Which bands have been the most influential on your sound? 

The Band CAMINO are a big one for us. They are literally my favourite band in the world! My ‘Spotify Wrapped’ was just five of their songs.

A lot of what I write is really chilled as well, which you wouldn’t know at the moment because it’s wall-to-wall guitars, but I write a lot of piano ballads, so I’m looking forward to getting that stuff into the band sound. And that’s what The Band CAMINO do so well — they’re an outfit with a lot of diversity, which is key.

It’s like Matt Healy says, “consumers don’t consume”, and you don’t consume one genre anymore, do you? So why would a band just be one genre? But yeah, I might say that and then we might produce nothing but rock songs, for the next 40 songs. We’ll see! I’m just buzzing to get it all out!

I send a lot of things round to mates of mine who are musicians and they say what’s good and what isn’t, and that we should release things. But there’s always got to be a strategy.

Tell us something that your fans don’t necessarily know about you guys. 

What are your usual answers!? 

Lockdown hobbies have come up… Any banana bread?

Any time I cook something new, I feel like Gordon Ramsay, so I just stick to the same four things really. But yeah, in terms of what fans don’t know, people might be quite surprised at what my Spotify looks like. I guess you’d call it ‘girly pop music’… There’s an artist called Renforshort and there’s Maisie Peters. You know, stuff that rock band members would generally be like, “WTF?” about. There’s Justin Timberlake in there, too.

All hail JT. 

Anything that’s stupidly predictable and has a bit of groove, I like it. I know that can make you view things in a different light though, like you go in with ‘confirmation bias’ or have a different mindset. But nobody looks at Harry Styles these days and thinks he’s much of a sellout anymore.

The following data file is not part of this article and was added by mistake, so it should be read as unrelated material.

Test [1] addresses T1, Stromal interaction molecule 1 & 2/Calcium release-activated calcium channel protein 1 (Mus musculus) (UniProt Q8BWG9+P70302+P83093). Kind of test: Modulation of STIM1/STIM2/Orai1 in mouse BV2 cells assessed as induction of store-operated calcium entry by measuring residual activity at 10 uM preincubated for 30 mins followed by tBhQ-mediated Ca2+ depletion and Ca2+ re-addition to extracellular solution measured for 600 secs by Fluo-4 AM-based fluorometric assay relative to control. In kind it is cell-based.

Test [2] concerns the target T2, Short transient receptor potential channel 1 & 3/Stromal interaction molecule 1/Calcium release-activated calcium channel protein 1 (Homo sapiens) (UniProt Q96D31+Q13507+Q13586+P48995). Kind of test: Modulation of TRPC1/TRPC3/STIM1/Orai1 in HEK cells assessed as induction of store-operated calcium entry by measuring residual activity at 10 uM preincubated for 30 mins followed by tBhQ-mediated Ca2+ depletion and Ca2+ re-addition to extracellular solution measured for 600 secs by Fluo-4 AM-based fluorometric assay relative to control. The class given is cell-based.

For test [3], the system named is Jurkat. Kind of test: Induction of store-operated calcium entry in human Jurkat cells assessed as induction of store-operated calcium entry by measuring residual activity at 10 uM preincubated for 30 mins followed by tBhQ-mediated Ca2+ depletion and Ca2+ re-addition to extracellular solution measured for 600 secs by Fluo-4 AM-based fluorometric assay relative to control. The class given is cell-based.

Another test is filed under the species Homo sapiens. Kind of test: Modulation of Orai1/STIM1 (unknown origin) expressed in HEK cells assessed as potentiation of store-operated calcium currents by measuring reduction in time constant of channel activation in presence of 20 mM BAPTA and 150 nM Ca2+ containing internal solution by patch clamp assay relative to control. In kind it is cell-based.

In fact, Harry Styles being a G is something fans didn’t know I thought before! I’m obsessed with the Styles. 

Your incredible new single, ‘Talk’, has just dropped. Walk us through how it came to be. 

We actually recorded this in 2019 — it’s been sitting on my hard drive since! But anyway, it was acoustic at first. I had this melody in the chorus originally and the old lyrics were terrible, but I had some other words saved down with chords. So I showed it to Tim and he put a guitar riff [the current one] over it and I thought it was the worst thing I’d ever heard haha. Then I re-listened a few months later and thought it was sick! So we built it out from there. 

I then cleaned the song up — it was a bit of a mess — and now it’s really to the point. ‘Lost Without You’ was almost a bit gobbledegook in comparison, while ‘Talk’ is more straight-to-the-point, so it was a way for us to bridge the gap. If I’d written such blunt lyrics straight away, without the chords, I might not have done so back in the day. But I would now. It’s very to the point and it hits. 

I couldn’t agree more! It’s very relatable. 

The lyrics focus on the going back and forth in these processes with people, and it relates to an internal dialogue. 

What’s on the horizon for the band? How is summer shaping up?

Summer? WHO KNOWS?! We’re looking at getting some shows and festivals, but it depends on the backlog of 2020 acts still in there. We’re hoping to get some support tours — the end goal is touring, and we want to get on that as a band. You can rehearse until your hands go numb, but that’s not touring, so I’m looking forward to playing shows.

We’re due to have a show on 26th June. If BoJo says no, he says no, but as it stands, it’s on! And it’ll be at The Key Club, which will be so good, so fingers crossed. 

I’ll probably regret saying this, but I want to play thousands of shows and get to know how to work the two people in the room that have actually turned up. I want to get them on board with us. That’s when you become a really good band. 

It’s difficult to know how the summer’s going to pan out, but the next single we have lined up is proper summery, so it would fit quite well. We haven’t had chance to play it live yet either. 

Yeah, it’s exciting. As much as we’re sceptical about this ‘roadmap’ out of the pandemic, we also have to hope it’ll go to plan! I’m not sure about booking things for the day of 21st June just yet, but still.

I mean, I’ve done it, haha! I thought, “it’s gonna be sick, yeah!”, but it’s funny. All this Covid test centre PPE right now, then out and about in three months — really? Come on, but we’ll see. Let’s keep our heads up and all that.

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Image credit: For You The Moon, Public City PR

So, there you have it — the story so far about For You The Moon. As Isaac shared, they’ve got a show lined up at The Key Club, Leeds, on Saturday 26th June. All being well, get yourself in the crowd!

You can catch For You The Moon’s rock/pop-punk mega-tunes on Spotify now, and keep up with all their goings on by giving them a follow on Facebook and Instagram.